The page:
Venezuelan President Hugo Chavez, right, speaks with U.S. President Barack Obama at the Summit of the Americas in Port-of-Spain, Trinidad and Tobago, on Friday. ((Alfonso Ocando/Associated Press))

The United States envisions a new relationship — including direct talks — with Cuba, President Barack Obama said Friday at the Summit of the Americas opening ceremony in Trinidad and Tobago.

"The United States seeks a new beginning with Cuba," he said, according to his remarks released in advance by the White House.

"I know there is a longer journey that must be travelled in overcoming decades of mistrust, but there are critical steps we can take toward a new day."

His remarks kicked off the weekend gathering of nations in Port-of-Spain — at which Cuba was the only country in the region not represented.

More important issues than Cuba: Harper

Prime Minister Stephen Harper was among the 34 leaders at the meeting.

He was "hoping to see a thaw" in U.S.-Cuba relations, Harper told the U.S. Fox News network Friday from Port-of-Spain.

However, he said, he and his officials have stressed that they don't want the Cuba debate to hijack the summit. Rather, they are keen to talk about trade, public security and other issues on the summit agenda.

"There are certainly more important issues to discuss than Cuban-American relations," Harper said.


Prime Minister Stephen Harper, left, and Saint Lucia Prime Minister Stephenson King applaud as they take their places at the opening ceremony for the fifth Summit of the Americas in Port-of-Spain, Trinidad and Tobago, on Friday. ((Adrian Wyld/Canadian Press))

Obama's comments came a day after the head of the Organization of American States said he'll ask his group to invite Cuba back after 47 years.

"I want to be clear: I want Cuba back in the inter-American system," secretary general Jose Miguel Insulza told the Miami Herald on Thursday.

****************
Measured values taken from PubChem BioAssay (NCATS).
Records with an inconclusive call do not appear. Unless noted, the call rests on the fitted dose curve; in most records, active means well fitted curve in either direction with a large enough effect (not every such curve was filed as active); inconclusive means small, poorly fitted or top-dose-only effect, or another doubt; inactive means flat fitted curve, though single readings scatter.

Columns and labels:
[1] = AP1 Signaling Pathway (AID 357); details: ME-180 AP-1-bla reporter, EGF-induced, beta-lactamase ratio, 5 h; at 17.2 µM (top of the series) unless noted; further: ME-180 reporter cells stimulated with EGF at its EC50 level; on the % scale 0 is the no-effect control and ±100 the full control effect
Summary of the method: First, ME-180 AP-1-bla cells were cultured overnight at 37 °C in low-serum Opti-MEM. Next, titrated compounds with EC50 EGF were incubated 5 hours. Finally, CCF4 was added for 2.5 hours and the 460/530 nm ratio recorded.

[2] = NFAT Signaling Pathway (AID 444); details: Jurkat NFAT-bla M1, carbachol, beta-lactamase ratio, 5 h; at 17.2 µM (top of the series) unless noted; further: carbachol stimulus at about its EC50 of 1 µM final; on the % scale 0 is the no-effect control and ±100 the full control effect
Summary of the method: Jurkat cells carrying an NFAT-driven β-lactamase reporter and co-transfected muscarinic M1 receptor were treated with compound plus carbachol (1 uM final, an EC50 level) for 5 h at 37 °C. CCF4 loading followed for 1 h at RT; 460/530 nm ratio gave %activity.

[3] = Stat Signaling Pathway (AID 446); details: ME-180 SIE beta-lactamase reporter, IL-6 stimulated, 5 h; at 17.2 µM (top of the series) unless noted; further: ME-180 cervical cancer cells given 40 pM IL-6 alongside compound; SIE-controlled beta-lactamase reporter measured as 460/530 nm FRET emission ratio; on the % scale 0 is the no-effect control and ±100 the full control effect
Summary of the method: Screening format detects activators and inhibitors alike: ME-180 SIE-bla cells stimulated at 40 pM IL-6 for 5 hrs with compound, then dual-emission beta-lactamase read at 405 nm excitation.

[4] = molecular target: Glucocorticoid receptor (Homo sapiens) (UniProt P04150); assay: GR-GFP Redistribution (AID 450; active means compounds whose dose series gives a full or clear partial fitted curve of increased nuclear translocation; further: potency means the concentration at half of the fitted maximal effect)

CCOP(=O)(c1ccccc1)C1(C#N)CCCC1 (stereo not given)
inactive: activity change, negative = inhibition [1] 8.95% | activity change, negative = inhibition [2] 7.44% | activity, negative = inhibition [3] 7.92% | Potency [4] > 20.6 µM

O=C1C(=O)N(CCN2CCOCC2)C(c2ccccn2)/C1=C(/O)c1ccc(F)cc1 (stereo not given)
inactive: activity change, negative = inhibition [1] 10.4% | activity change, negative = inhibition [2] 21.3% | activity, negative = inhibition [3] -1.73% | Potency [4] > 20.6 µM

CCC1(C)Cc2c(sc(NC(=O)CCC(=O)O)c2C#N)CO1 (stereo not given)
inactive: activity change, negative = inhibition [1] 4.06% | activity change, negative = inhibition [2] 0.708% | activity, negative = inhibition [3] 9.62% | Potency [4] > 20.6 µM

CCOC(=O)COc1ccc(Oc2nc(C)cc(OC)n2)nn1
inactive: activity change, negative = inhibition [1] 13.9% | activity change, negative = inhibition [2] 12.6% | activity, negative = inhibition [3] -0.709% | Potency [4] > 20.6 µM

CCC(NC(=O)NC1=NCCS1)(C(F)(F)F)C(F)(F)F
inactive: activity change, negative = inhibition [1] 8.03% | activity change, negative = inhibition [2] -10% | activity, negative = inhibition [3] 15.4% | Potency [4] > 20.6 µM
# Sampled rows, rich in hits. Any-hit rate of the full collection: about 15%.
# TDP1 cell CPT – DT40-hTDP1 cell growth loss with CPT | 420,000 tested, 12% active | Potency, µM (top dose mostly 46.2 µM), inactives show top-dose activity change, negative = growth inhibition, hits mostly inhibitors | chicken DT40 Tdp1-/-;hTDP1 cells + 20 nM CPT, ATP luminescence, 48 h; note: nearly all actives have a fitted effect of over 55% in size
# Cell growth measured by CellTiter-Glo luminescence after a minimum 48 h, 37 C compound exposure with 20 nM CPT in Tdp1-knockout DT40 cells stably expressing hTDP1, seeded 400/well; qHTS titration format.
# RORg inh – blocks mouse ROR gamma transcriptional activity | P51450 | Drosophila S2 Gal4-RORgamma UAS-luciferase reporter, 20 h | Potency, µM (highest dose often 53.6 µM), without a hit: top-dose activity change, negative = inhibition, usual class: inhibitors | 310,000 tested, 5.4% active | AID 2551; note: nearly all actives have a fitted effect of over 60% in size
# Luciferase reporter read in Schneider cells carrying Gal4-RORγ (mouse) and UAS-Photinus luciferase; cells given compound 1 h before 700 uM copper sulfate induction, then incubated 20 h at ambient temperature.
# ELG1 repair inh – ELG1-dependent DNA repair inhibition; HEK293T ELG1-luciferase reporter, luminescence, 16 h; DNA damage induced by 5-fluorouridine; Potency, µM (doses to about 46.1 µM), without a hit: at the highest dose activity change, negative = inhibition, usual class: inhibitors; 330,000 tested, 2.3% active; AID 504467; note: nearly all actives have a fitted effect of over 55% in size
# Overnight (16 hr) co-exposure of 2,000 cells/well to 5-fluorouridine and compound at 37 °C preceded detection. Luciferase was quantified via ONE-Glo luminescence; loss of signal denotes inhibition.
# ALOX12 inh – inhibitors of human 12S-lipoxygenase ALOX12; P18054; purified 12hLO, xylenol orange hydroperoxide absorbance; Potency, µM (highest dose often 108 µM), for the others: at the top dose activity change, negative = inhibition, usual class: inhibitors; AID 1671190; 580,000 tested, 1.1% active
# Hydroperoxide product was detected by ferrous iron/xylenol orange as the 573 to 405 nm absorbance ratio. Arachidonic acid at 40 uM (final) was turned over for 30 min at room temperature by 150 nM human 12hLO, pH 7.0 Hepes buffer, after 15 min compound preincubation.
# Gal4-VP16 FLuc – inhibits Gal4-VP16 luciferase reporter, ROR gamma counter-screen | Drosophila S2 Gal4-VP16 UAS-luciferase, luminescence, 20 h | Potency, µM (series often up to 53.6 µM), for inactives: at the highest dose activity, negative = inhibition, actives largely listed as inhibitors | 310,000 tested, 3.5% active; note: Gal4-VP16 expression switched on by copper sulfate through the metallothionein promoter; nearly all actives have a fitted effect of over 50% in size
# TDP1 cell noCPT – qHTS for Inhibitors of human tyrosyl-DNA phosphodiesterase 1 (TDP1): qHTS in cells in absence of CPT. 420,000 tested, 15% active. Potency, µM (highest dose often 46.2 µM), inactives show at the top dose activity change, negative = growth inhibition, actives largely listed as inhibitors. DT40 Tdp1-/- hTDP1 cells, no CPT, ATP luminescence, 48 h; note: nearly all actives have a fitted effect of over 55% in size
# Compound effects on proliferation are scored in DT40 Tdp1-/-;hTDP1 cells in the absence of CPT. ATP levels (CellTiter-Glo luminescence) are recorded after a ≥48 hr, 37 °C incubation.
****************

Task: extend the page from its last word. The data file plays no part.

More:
Cuba was suspended from the hemispheric organization in a 1962 resolution for its alliance with the Soviet Union.

The resolution called Cuba's communist system incompatible with the 35-nation organization's principles and coincided with the imposition of a U.S. trade embargo.

That year, the OAS proved a critical forum for the U.S. government of then President John F. Kennedy in gaining support for a quarantine of the island nation at the height of the Cuban Missile Crisis.

''I think it was a bad idea in the first place," Insulza said. "Cuba is a member of the OAS. Its flag is there.''

On Friday, U.S. Secretary of State Hillary Clinton said Washington welcomed "overtures" from Castro, hours after he said his country was open for talks with the United States about "everything."

Earlier this week, Obama ordered the easing of U.S. restrictions on Cuba, including allowing unlimited travel and money transfers by Cuban-Americans to family in their home country, the White House said Monday.

Castro open to thaw

Cuban leader Raul Castro also said separately this week he was open to thawing relations with the U.S.

However, analysts cautioned that the week's developments were encouraging but do not necessarily mean normalized relations are around the corner.

"This is a thaw, but it's a thaw that's going to take some time," said Michael Shifter of the Inter-American Dialogue in Washington. "I wouldn't look for any dramatic breakthroughs. There's a lot of distrust."

With files from The Associated Press, The Canadian Press